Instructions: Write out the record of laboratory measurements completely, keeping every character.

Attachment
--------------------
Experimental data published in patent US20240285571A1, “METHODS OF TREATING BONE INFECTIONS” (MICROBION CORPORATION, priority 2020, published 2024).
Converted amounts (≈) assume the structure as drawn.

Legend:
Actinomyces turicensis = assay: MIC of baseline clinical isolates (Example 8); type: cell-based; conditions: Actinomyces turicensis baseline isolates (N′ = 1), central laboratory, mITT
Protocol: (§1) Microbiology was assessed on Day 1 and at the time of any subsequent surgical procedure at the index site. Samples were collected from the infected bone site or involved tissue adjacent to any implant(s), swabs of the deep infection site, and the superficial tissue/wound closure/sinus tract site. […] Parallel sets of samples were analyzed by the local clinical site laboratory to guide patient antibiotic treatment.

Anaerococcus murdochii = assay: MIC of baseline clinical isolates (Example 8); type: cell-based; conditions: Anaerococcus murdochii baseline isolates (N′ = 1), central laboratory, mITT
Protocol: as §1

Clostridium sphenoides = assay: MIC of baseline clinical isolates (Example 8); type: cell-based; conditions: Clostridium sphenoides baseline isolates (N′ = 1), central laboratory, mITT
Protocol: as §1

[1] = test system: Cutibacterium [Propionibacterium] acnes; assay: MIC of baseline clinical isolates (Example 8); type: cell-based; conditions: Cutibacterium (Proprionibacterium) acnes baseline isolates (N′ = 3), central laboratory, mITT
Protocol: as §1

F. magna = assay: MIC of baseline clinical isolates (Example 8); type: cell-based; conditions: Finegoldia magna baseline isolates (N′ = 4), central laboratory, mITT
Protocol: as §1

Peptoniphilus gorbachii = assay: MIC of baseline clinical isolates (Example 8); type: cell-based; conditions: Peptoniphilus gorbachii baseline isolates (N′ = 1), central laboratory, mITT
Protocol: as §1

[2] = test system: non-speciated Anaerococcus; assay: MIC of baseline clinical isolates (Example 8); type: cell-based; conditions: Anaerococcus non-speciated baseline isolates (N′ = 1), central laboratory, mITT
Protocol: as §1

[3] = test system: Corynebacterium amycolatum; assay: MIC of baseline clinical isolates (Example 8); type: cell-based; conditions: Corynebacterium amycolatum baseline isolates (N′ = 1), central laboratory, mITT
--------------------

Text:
Experimental data published in patent US20240285571A1, “METHODS OF TREATING BONE INFECTIONS” (MICROBION CORPORATION, priority 2020, published 2024).
Converted amounts (≈) assume the structure as drawn.

Legend:
Actinomyces turicensis = assay: MIC of baseline clinical isolates (Example 8); type: cell-based; conditions: Actinomyces turicensis baseline isolates (N′ = 1), central laboratory, mITT
Protocol: (§1) Microbiology was assessed on Day 1 and at the time of any subsequent surgical procedure at the index site. Samples were collected from the infected bone site or involved tissue adjacent to any implant(s), swabs of the deep infection site, and the superficial tissue/wound closure/sinus tract site. […] Parallel sets of samples were analyzed by the local clinical site laboratory to guide patient antibiotic treatment.

Anaerococcus murdochii = assay: MIC of baseline clinical isolates (Example 8); type: cell-based; conditions: Anaerococcus murdochii baseline isolates (N′ = 1), central laboratory, mITT
Protocol: as §1

Clostridium sphenoides = assay: MIC of baseline clinical isolates (Example 8); type: cell-based; conditions: Clostridium sphenoides baseline isolates (N′ = 1), central laboratory, mITT
Protocol: as §1

[1] = test system: Cutibacterium [Propionibacterium] acnes; assay: MIC of baseline clinical isolates (Example 8); type: cell-based; conditions: Cutibacterium (Proprionibacterium) acnes baseline isolates (N′ = 3), central laboratory, mITT
Protocol: as §1

F. magna = assay: MIC of baseline clinical isolates (Example 8); type: cell-based; conditions: Finegoldia magna baseline isolates (N′ = 4), central laboratory, mITT
Protocol: as §1

Peptoniphilus gorbachii = assay: MIC of baseline clinical isolates (Example 8); type: cell-based; conditions: Peptoniphilus gorbachii baseline isolates (N′ = 1), central laboratory, mITT
Protocol: as §1

[2] = test system: non-speciated Anaerococcus; assay: MIC of baseline clinical isolates (Example 8); type: cell-based; conditions: Anaerococcus non-speciated baseline isolates (N′ = 1), central laboratory, mITT
Protocol: as §1

[3] = test system: Corynebacterium amycolatum; assay: MIC of baseline clinical isolates (Example 8); type: cell-based; conditions: Corynebacterium amycolatum baseline isolates (N′ = 1), central laboratory, mITT